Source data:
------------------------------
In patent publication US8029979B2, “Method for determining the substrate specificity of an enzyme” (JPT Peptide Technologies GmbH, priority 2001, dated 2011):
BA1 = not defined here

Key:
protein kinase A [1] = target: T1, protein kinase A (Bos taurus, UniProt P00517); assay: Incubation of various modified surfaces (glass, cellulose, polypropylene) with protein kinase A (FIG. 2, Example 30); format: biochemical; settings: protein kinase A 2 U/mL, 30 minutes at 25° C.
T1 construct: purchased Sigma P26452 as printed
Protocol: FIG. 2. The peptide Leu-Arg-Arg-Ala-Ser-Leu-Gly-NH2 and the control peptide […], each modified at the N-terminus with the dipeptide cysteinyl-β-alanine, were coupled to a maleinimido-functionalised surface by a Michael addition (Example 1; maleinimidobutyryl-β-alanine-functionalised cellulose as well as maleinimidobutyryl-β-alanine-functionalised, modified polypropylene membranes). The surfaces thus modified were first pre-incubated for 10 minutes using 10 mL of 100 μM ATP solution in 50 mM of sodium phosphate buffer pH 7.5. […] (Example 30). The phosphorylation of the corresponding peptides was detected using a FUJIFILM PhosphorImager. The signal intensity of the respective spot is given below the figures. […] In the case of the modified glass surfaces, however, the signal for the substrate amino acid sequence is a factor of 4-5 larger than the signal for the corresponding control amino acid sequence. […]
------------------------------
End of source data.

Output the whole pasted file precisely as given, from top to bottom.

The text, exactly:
In patent publication US8029979B2, “Method for determining the substrate specificity of an enzyme” (JPT Peptide Technologies GmbH, priority 2001, dated 2011):
BA1 = not defined here

Key:
protein kinase A [1] = target: T1, protein kinase A (Bos taurus, UniProt P00517); assay: Incubation of various modified surfaces (glass, cellulose, polypropylene) with protein kinase A (FIG. 2, Example 30); format: biochemical; settings: protein kinase A 2 U/mL, 30 minutes at 25° C.
T1 construct: purchased Sigma P26452 as printed
Protocol: FIG. 2. The peptide Leu-Arg-Arg-Ala-Ser-Leu-Gly-NH2 and the control peptide […], each modified at the N-terminus with the dipeptide cysteinyl-β-alanine, were coupled to a maleinimido-functionalised surface by a Michael addition (Example 1; maleinimidobutyryl-β-alanine-functionalised cellulose as well as maleinimidobutyryl-β-alanine-functionalised, modified polypropylene membranes). The surfaces thus modified were first pre-incubated for 10 minutes using 10 mL of 100 μM ATP solution in 50 mM of sodium phosphate buffer pH 7.5. […] (Example 30). The phosphorylation of the corresponding peptides was detected using a FUJIFILM PhosphorImager. The signal intensity of the respective spot is given below the figures. […] In the case of the modified glass surfaces, however, the signal for the substrate amino acid sequence is a factor of 4-5 larger than the signal for the corresponding control amino acid sequence. […]